3 Tu 17/02 30 mins:         4mins fast 1 min slow x 6
3 Th 19/02 8 x 400m:       5 min warm up, fast 400 slow 250 x 8
3 Su 22/02 1 mile:             (5 min warm up)/FAST 1 mile
4 Tu 24/02 30 mins:         4mins fast 1 min slow x 6
4 Th 26/02 10 x 400m:       5 min warm up, fast 400 slow 250 x 10
4 Fr 27/02 5 KM:               Constant pace
4 Su 01/03 5.5 miles:         Steady 0.5miles / slow 0.25 miles
5 Tu 03/03 30 mins:         4mins fast 1 min slow x 6
5 Th 05/03 12 x 400m:       5 min warm up, fast 400 slow 250 x 12
5 Su 08/03 1 mile:             (5 min warm up)/FAST 1 mile
6 Tu 10/03 30 mins:         4mins fast 1 min slow x 6
6 Th 12/03 4 x 400m:       5 min warm up, fast 400 slow 250 x 4
6 Su 15/03 7.00 miles:         Steady 0.5miles / slow 0.25 miles
7 Tu 17/03 30 mins:         4mins fast 1 min slow x 6
7 Th 19/03 30 mins:         4mins fast 1 min slow x 6
7 Su 22/03 5KM:                 TRY AND CRACK 30 MINS!!!

Fartlek training – whooooo- get me!

Fartlek is a term i’ve been hearing for a couple of years; I know the basic principle is to run faster for short periods of time, in order to teach the body to run fast and improve aerobic fitness.  Fast is not a word that anyone would associate with my body and therefore I have consistently ignored any workouts on any training plan which have the word Fartlek, instead I have plodded along at my usual pace. When talking to a running club mate (well he was talking at me, whilst I was huffing and puffing round the route!) he shared his wisdom with me: “If you want to improve your times, it’s easy, you just have to run faster” – hummmmph I thought, alright for you Mr Speedy legs.

However he ignited a thought process and on reflection I realised I was using my 33 years worth of “this body could never run”, “my boobs are far too big for running”, “some people are just not designed to run”, “I could NEVER run a 10K, 5K is the absolute maximum for these legs, they are too big for running” excuses. I realised the time had come to fartlek!!! My garmin is the Forerunner 110, I love my watch, but it is too basic for interval training prompts. So I did a bit of googling, and found the Runkeeper App for the I-phone (also on android and windows phones), allows you to create your own workouts.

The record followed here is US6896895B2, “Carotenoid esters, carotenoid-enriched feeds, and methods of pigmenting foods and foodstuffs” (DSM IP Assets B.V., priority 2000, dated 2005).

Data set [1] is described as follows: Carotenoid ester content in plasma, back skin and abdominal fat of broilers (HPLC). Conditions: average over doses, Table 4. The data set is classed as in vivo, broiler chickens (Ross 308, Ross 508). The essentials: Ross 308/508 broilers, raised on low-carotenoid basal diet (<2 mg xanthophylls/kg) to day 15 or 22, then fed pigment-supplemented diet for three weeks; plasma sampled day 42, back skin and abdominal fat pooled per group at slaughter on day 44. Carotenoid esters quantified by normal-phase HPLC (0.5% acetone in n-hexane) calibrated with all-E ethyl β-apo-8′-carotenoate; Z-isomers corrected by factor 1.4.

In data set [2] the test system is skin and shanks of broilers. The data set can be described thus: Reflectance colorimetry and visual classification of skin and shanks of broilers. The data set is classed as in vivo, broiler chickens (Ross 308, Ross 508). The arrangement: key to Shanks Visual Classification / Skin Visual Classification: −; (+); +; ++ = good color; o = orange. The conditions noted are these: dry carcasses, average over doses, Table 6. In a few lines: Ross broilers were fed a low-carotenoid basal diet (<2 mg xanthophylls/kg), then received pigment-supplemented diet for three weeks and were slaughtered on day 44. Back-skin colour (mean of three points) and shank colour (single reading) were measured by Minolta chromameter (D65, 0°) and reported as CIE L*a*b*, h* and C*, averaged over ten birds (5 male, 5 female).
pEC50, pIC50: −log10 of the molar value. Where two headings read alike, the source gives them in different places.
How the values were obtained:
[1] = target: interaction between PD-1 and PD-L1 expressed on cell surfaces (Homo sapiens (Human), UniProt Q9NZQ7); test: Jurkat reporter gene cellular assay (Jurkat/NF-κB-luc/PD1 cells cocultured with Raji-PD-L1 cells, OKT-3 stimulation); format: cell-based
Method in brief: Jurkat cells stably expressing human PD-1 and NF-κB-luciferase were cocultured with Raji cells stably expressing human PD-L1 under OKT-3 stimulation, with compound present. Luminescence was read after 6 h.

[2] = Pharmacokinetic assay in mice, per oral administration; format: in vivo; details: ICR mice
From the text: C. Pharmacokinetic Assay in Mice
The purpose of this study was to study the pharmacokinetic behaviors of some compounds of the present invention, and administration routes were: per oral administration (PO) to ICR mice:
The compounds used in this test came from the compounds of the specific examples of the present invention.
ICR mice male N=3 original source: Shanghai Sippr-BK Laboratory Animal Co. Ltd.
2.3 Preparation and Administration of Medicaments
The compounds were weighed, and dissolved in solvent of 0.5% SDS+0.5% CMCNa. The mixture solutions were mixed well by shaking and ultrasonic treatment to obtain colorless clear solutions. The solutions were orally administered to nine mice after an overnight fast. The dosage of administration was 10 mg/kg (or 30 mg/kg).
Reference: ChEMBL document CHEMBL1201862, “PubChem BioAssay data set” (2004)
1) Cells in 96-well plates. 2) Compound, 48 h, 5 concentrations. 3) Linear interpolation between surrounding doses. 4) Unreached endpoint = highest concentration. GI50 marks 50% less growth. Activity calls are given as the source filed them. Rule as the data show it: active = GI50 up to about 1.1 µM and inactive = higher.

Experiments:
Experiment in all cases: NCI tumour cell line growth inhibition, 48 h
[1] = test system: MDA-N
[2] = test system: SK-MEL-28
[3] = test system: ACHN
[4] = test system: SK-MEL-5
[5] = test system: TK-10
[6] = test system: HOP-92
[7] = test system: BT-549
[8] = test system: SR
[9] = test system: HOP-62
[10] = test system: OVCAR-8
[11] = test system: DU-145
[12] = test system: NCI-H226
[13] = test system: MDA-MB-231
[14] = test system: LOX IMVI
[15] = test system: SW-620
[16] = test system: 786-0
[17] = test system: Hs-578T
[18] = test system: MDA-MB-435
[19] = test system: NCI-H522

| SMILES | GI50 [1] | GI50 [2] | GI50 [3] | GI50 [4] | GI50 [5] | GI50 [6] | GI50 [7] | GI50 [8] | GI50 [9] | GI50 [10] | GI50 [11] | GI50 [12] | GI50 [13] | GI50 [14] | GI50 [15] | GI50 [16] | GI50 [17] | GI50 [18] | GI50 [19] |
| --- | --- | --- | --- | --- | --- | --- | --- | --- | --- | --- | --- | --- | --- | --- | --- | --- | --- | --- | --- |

So I created a very basic workout, with 1 minute fast sections; I dug out my old phone armband and set my i-tunes to play the songs which are usually on my shuffle. It was great, the lady directed me when to run faster and I went for it; I was aware that 1 minute of running fast is a loooong 60 seconds, so I didn’t flat out sprint (think charging Rhino!), but at a pace which had me panting and glancing at the watch to count down the last 15 seconds.   Running faster is fun; it feels good to pick up the knees and move the feet; almost like when you’re a child a you run flat out, with no fear of falling flat on your back in a wobbly red faced mess

Interval training attempt #1

Interval training attempt #1

To run, even for a minute, at under 8min miles feels brilliant – it shows me that my times can drop significantly; I just need to be able to go for more than 1 minute!

when writing this post I looked for a definition of Fartlek training; which is when I discovered that I actually did not Fartlek, but rather I interval trained – PHAH – Fartlek is a much funnier term and apparently they are stress free, so i’m sticking with Fartlek!

Here is a brief 411 onfartlektempo, and interval workouts. – Courtesy of ruunersworld.com

Fartlek Workouts are not only fun to say out loud, but they’re fun to run. Fartlek is Swedish for “speed play,” and that is exactly what it’s all about. Unlike tempo and interval work, fartlek is unstructured and alternates moderate-to-hard efforts with easy throughout. After a warmup, you play with speed by running at faster efforts for short periods of time (to that tree, to the sign) followed by easy-effort running to recover. It’s fun in a group setting as you can alternate the leader and mix up the pace and time. And in doing so, you reap the mental benefits of being pushed by your buddies through an unpredictable workout. The goal is to keep it free-flowing so you’re untethered to the watch or a plan, and to run at harder efforts but not a specific pace.